Inside, Community House has a lot of space. Too much space, even for spiral staircases, marble pillars, and vast sofas to fill. Of the building’s three floors, the first floor is of most interest. To the left of the lobby you’ll find the Message Corner; a great resource of wall to ceiling messages that cover: goods for sale, accommodation, friends, lessons, events, support, volunteer opportunities, career fairs and more. There are also plenty of leaflets and multilingual publications for you to take. The Message Corner seems to have more traffic than at KPIC. If you can’t find what you’re looking for here, staff behind the Information Service Counter will do their best to help. Community House also has a selection of overseas magazines and newspapers to read, including; The Guardian (UK), New York Times, Sun Herald (Australia), The Hindu (India), as well as news rags from China, Vietnam, Russia, Korea, Thailand, and Taiwan, whose names this writer cannot read!
Once you’ve grabbed all your info, take a break in front of the large TV in the lobby, or better still, grab a coffee in the first floor cafe, where seating is spacious, comfortable, and has pleasant gardens views. At the time of visiting, other visitors were of all shapes, sizes, ages and nationalities. This writer spied two tables being used to conduct private language classes. The cafe area merges into a cluster of private booths where one can watch DVDs.
Community House has a small, second floor library, which at the time was mostly occupied by studious looking locals. Here you’ll find your newspapers and magazines.
Among the facility’s exhibition rooms, volunteer and meeting spaces, there is, rather bizarrely, a fairly pricey French restaurant (2nd floor)!
Be warned, the cafe and restaurant at Community House will be closing at the end of March 2015 to undergo renovations.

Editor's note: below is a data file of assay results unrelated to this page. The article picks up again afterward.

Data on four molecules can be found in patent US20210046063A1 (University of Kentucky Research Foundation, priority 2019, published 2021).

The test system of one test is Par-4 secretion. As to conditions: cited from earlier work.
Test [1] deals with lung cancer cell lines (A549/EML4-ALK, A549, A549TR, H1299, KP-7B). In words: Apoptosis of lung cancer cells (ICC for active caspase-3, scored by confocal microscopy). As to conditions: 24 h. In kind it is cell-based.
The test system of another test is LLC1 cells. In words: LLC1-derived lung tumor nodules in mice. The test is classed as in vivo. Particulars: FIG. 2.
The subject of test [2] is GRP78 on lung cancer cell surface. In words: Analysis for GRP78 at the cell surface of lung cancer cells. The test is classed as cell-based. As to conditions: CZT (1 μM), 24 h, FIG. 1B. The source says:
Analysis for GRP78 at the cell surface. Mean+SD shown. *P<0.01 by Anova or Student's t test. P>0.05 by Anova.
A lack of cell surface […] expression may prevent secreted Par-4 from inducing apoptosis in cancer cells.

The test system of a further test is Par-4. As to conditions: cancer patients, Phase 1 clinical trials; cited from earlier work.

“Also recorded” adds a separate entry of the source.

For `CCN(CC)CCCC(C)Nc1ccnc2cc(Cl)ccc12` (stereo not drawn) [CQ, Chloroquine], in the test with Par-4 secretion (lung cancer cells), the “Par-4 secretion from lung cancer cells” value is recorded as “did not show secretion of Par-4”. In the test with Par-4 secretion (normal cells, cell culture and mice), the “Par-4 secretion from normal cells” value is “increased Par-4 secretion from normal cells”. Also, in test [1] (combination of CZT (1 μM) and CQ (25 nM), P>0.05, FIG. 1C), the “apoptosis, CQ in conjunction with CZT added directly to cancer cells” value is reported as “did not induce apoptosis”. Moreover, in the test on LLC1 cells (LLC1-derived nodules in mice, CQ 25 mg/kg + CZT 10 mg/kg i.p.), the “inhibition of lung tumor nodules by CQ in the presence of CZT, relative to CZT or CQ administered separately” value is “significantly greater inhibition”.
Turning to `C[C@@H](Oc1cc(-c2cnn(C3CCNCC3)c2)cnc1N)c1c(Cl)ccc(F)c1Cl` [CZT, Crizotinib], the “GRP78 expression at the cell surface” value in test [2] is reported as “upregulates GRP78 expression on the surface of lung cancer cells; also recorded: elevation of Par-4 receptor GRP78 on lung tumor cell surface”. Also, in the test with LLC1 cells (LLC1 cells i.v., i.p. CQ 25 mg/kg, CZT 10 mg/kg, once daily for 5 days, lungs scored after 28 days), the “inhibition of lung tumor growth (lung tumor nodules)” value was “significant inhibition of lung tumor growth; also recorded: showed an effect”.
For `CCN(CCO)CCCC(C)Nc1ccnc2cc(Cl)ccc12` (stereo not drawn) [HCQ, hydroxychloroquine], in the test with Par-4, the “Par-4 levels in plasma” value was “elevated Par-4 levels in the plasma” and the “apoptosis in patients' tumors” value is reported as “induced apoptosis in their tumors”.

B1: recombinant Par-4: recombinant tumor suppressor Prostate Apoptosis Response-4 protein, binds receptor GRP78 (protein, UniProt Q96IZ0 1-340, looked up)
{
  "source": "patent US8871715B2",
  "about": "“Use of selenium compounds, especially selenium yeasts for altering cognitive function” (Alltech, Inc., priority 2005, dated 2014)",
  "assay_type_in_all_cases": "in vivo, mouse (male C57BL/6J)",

Kyoto City International Foundation offers a free, telephone interpretation service. Click here for more details.
Address: 2-1 Torii-cho Awataguchi, Sakyo-ku, Kyoto 606-8536 (nearest train station - Keage (Subway Tozai Line))
Hours: 9:00 - 21:00 (cafe 10:00-18:00)
Closed: Mondays (closed on Tuesday, open on Monday if Monday is a national holiday)
The Center For Multicultural Society Kyoto looks like a great resource for medical and translation services. Of particular interest could be the Medical Interpreter Dispatch service, which sends interpreters to local medical facilities to aid non-Japanese speaking residents. The Translation Service covers help with documents which you’ll be sure come across in Japan’s system of vast bureaucracy, although at 4,000 yen a sheet … ?!
The Young Women’s Christian Association of Kyoto could be a source of support for foreign residents of Kyoto, particularly women, children, and mothers. At the time of research, the English link on their website wasn’t working. From what we can gather though, they offer language classes, multilingual counselling, and language support. They also have an on-site cafe. Their facility is located in a very quiet residential area west of the Kyoto Imperial Palace grounds. Have a map ready, as it’s tricky to find. Nearest train station - Marutamachi (Subway Karasuma Line).
If you live in Kyoto and know of any resources that could help new/potential foreign residents settle into ‘the best city in the world’, we’d be really grateful for your comments below!